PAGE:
Abstract 2025: Hypertension in Pregnancy is Associated with a Higher Incidence of Cardiovascular Events later in Life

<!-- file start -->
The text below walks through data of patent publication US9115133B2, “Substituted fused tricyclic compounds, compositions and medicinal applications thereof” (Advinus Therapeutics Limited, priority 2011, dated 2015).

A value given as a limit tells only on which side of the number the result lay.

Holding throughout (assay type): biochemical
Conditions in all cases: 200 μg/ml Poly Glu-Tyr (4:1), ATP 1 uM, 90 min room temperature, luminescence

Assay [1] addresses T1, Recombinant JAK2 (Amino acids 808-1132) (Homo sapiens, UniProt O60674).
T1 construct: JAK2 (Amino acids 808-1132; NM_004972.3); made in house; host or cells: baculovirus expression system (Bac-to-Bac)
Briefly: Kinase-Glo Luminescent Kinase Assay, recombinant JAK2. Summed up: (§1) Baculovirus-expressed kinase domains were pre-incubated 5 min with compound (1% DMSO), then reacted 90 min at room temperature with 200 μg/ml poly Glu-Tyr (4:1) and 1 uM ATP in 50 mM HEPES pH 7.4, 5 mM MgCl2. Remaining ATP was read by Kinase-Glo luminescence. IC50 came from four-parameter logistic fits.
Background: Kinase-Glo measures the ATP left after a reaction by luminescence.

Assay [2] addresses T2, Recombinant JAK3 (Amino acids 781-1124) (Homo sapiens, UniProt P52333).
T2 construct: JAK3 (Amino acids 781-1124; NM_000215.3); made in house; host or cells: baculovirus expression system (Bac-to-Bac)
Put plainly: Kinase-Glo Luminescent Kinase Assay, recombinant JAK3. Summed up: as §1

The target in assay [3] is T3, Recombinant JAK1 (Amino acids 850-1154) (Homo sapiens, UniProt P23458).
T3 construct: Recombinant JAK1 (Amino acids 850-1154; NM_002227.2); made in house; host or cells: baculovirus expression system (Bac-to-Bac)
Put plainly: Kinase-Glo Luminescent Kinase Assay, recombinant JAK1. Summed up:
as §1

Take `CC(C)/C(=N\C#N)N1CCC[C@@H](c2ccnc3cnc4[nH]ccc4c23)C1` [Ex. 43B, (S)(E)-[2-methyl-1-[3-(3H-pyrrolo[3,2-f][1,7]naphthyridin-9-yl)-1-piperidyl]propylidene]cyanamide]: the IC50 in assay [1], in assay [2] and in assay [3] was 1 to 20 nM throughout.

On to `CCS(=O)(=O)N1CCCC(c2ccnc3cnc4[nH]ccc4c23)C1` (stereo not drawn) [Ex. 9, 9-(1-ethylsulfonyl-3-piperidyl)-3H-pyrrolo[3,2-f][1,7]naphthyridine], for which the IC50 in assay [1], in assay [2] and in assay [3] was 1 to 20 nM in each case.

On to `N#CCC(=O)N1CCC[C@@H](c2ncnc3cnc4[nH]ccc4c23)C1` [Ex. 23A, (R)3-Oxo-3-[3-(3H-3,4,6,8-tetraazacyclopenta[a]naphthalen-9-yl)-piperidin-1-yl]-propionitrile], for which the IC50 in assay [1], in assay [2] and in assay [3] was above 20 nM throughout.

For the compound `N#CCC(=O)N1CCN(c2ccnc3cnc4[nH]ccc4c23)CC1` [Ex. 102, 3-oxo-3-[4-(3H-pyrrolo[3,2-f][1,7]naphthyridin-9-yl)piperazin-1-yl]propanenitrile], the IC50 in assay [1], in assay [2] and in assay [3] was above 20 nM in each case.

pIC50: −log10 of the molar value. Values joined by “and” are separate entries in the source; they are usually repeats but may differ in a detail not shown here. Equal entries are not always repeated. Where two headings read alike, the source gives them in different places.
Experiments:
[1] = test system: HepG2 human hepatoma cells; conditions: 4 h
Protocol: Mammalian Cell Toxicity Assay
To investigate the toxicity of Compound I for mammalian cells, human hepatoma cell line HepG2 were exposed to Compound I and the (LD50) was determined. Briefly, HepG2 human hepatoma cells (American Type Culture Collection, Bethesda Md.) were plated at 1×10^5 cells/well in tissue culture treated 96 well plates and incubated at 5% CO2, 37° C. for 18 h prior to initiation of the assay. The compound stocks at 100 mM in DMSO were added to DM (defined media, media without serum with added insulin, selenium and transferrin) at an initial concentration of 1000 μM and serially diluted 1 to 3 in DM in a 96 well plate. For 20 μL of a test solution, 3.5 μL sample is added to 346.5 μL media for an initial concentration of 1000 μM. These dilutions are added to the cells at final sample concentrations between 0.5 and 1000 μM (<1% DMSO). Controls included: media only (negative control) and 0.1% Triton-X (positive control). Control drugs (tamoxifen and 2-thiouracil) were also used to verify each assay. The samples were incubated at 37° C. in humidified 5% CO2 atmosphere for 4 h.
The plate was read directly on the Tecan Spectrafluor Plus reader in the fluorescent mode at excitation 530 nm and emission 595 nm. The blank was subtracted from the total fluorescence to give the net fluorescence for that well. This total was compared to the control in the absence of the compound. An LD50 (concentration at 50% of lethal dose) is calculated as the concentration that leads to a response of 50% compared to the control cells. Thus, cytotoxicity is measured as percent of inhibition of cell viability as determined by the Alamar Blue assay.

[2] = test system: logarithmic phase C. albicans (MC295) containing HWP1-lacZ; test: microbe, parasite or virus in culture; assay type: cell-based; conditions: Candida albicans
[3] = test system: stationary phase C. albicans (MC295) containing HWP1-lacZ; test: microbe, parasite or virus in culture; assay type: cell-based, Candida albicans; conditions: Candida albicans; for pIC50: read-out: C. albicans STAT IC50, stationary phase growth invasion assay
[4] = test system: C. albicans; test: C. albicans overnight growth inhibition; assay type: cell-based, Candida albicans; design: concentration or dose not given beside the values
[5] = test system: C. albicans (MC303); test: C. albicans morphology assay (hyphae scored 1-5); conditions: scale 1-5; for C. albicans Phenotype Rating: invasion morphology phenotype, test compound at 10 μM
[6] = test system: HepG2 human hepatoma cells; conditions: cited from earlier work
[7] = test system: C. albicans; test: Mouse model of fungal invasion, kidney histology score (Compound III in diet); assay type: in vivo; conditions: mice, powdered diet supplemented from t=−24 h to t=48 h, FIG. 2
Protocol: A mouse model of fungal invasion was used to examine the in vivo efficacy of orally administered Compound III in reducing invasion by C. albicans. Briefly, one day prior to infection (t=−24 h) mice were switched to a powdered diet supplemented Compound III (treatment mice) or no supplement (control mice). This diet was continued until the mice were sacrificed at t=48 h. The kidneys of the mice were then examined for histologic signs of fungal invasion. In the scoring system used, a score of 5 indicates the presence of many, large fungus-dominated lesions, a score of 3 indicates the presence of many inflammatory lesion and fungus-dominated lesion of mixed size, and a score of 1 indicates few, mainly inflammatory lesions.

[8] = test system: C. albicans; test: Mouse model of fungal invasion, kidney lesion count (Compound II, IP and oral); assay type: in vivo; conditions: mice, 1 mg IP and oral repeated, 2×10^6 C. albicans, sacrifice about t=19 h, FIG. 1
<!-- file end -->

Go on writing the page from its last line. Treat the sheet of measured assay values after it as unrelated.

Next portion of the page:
Hypertension complicates 10% of pregnancies, contributing to maternal and fetal morbidity and mortality. We assessed whether hypertension in pregnancy predicts an increased risk for cardiovascular disease later in life. The sample included 4782 women from sibships with ≥2 members diagnosed with essential hypertension prior to age 60 years, who participated in the Family Blood Pressure Program (FBPP) study in 2000 –2005. Subjects were categorized into subgroups with 1) no history of pregnancy lasting more than 6 months (n=718), 2) normotensive pregnancies (n=3421), and 3) at least one hypertensive pregnancy (n=643). The following analyses were performed to assess the effects of hypertension in pregnancy: Cox proportional hazard models to study effects on age of onset for cardiovascular events, and multiple regression models to analyze effects on conventional risk factors for coronary heart disease, while controlling for race, education, smoking, family history and body mass index (BMI). In addition, we studied effects on novel risk factors in a subset of 1755 women within the Genetic Epidemiology Network of Arteriopathy (GENOA) study of the FBPP. Women with hypertensive pregnancies, compared to those with normotensive pregnancies, had a two-fold hazard ratio for stroke (p= 0.003), a 1.5 hazard ratio for coronary heart disease (p= 0.04), and a 1.5 hazard ratio for hypertension after the age of 40 (p<0.0001). In addition, they had a higher urine albumin-creatinine ratio (p=0.001) and higher BMI (p<0.0001). In GENOA, women with hypertensive pregnancies also had higher C-reactive protein and homocysteine levels, both when BMI was added (p=0.03 and p=0.008, respectively) and removed (p=0.0001 and p=0.002, respectively) from the multiple regression models. In models without BMI, pregnancy hypertension was also associated with higher fibrinogen (p<0.0001). No difference in lipoprotein (a) or small dense LDL was observed, both with and without BMI. We conclude that history of hypertension in pregnancy is associated with greater risk of cardiovascular events later in life. This may be due partly to common risk factors that are shared by cardiovascular and hypertensive pregnancy disorders, including obesity, endothelial dysfunction, and inflammation.